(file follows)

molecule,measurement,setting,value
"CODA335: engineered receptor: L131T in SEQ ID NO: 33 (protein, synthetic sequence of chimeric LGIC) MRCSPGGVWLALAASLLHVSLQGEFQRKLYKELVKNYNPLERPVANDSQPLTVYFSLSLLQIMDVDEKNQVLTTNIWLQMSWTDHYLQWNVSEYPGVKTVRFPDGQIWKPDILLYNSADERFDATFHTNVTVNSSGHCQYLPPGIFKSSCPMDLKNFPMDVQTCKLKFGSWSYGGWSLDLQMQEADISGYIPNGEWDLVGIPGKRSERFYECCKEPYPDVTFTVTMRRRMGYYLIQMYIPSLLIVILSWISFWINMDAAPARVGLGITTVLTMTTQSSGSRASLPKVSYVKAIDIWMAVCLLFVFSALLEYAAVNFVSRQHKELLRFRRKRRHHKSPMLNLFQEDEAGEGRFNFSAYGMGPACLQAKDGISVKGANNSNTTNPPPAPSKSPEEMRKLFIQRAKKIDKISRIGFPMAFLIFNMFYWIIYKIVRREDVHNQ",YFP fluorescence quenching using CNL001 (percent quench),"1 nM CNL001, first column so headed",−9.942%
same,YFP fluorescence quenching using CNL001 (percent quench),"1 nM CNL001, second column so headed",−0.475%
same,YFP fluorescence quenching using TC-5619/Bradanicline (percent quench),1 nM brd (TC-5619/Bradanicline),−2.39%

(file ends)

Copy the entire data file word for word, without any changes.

molecule,measurement,setting,value
"CODA335: engineered receptor: L131T in SEQ ID NO: 33 (protein, synthetic sequence of chimeric LGIC) MRCSPGGVWLALAASLLHVSLQGEFQRKLYKELVKNYNPLERPVANDSQPLTVYFSLSLLQIMDVDEKNQVLTTNIWLQMSWTDHYLQWNVSEYPGVKTVRFPDGQIWKPDILLYNSADERFDATFHTNVTVNSSGHCQYLPPGIFKSSCPMDLKNFPMDVQTCKLKFGSWSYGGWSLDLQMQEADISGYIPNGEWDLVGIPGKRSERFYECCKEPYPDVTFTVTMRRRMGYYLIQMYIPSLLIVILSWISFWINMDAAPARVGLGITTVLTMTTQSSGSRASLPKVSYVKAIDIWMAVCLLFVFSALLEYAAVNFVSRQHKELLRFRRKRRHHKSPMLNLFQEDEAGEGRFNFSAYGMGPACLQAKDGISVKGANNSNTTNPPPAPSKSPEEMRKLFIQRAKKIDKISRIGFPMAFLIFNMFYWIIYKIVRREDVHNQ",YFP fluorescence quenching using CNL001 (percent quench),"1 nM CNL001, first column so headed",−9.942%
same,YFP fluorescence quenching using CNL001 (percent quench),"1 nM CNL001, second column so headed",−0.475%
same,YFP fluorescence quenching using TC-5619/Bradanicline (percent quench),1 nM brd (TC-5619/Bradanicline),−2.39%